The four subsequent variations for the Youth Ensembles were written and built through a creative workshop process with the young musicians in Luton; I made several visits to each group with CLS’s wonderful Projects Coordinator, Pia Luck and up to four musicians from the orchestra, all over the space of three months.

“The variation for City of London Sinfonia [involved me] tearing my hair out, drinking tea, questioning, singing, problem solving and eventually notating…”

And what did the different creative sessions involve?

The first sessions with the different groups were mainly creative; introducing the material to the young musicians and then composing collaboratively.  I then took all the ideas the kids suggested on board went away and wrote most of the music, again in the traditional way (tea… hair…)

The second sessions consisted mainly of tweaking; playing the music I’d composed back to them and taking on any feedback.  I then took away the music and added, expanded, modified and wrote the orchestral parts for CLS.  I also, where possible, connected the groups. The choir, for example, was written into the piece for Luton Youth Jazz Orchestra.

The third session was essentially a rehearsal for everyone to play the piece.  We then had one final rehearsal ahead of the concert day with all the groups together in the same room.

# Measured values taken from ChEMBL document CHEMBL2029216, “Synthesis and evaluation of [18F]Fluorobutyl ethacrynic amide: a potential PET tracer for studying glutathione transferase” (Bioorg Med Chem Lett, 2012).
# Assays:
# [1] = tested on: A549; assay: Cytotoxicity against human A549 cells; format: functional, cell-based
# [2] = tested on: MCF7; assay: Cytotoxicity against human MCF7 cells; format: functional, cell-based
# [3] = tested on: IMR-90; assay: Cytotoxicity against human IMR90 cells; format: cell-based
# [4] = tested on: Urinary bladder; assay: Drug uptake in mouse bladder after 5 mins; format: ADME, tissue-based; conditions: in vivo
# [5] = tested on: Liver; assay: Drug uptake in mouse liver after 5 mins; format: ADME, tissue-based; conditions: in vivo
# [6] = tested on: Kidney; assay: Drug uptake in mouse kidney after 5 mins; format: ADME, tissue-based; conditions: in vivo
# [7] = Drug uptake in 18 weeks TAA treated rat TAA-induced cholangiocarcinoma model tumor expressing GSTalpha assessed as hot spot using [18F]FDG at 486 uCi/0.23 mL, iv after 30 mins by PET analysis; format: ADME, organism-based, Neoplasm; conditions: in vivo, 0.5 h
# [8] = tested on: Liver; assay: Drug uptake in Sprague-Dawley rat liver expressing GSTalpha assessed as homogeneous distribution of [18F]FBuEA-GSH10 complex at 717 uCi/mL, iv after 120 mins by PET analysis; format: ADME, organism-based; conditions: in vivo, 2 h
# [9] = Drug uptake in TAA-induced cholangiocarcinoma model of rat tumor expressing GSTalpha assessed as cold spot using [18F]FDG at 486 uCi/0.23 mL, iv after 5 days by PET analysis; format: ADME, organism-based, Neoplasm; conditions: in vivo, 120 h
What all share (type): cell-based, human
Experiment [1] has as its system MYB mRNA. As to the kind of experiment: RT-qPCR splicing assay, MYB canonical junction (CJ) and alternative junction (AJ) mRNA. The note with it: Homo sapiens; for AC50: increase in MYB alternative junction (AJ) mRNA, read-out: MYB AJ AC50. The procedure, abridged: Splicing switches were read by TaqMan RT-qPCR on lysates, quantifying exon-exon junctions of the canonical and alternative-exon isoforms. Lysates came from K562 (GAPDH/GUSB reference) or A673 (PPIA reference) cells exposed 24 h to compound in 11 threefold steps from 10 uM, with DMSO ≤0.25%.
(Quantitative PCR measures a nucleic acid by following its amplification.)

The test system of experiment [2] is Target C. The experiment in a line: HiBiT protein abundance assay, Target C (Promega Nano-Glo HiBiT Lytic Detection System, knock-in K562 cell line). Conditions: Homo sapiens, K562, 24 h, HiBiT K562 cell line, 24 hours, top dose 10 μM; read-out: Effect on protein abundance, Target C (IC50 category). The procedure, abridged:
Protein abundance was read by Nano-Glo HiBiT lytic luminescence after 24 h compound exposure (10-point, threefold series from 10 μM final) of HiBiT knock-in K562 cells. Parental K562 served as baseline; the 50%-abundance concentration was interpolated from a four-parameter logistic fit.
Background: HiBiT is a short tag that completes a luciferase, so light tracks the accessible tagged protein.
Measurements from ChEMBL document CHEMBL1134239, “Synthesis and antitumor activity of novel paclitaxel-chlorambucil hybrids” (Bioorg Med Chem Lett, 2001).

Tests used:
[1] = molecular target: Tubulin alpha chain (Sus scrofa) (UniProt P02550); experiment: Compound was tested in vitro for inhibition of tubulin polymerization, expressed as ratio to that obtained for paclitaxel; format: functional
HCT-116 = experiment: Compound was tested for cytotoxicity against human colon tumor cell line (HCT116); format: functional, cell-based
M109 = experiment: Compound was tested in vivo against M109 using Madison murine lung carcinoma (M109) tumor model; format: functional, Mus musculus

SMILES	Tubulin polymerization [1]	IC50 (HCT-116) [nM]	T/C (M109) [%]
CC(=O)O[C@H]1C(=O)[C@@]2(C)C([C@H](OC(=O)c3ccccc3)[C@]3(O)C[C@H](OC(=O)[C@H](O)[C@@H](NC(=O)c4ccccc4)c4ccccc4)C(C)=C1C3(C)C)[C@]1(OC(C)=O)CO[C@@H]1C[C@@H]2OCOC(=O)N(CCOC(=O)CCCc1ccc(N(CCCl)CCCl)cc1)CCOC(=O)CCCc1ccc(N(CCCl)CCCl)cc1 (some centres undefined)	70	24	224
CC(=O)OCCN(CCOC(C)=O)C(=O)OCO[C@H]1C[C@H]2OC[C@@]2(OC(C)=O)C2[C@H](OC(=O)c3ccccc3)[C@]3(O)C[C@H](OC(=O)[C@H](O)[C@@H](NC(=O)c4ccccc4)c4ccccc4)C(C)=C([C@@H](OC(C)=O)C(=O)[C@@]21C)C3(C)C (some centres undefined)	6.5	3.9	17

And why, in your opinion, do you think the project was so successful?

The fantastic thing about this way of working, is that it allowed me to get to know the groups in an organic way – what they did well, what might challenge them, and what they might enjoy.  It facilitated a set of bespoke variations that had a connection to all the performers (including young musicians and members of CLS) and that also the groups (hopefully) felt some ownership of.

“The fantastic thing about this way of working, is that it allowed me to get to know the groups in an organic way – what they did well, what might challenge them, and what they might enjoy.”

It also allowed the participants to work alongside top professional orchestral musicians, not only in the final concert but throughout the process.  This fostered a meaningful connection between the orchestra and participants and created a rare learning context for all concerned.  The rich mix of participants, genres, ages and experience was very special (and at this point I’d like to mention the fantastic tutors at Luton Music Hub, Kerry Watson, Julia Fraser, Nick Ridout, Simon Router and Adam Cowburn who have brought these ensembles up to such a high standard!).  One of the key components of this project has been the connection to meaningful pathways to young musicians during/post project and it is inspirational to see such dedication, expertise and continuity in a music service!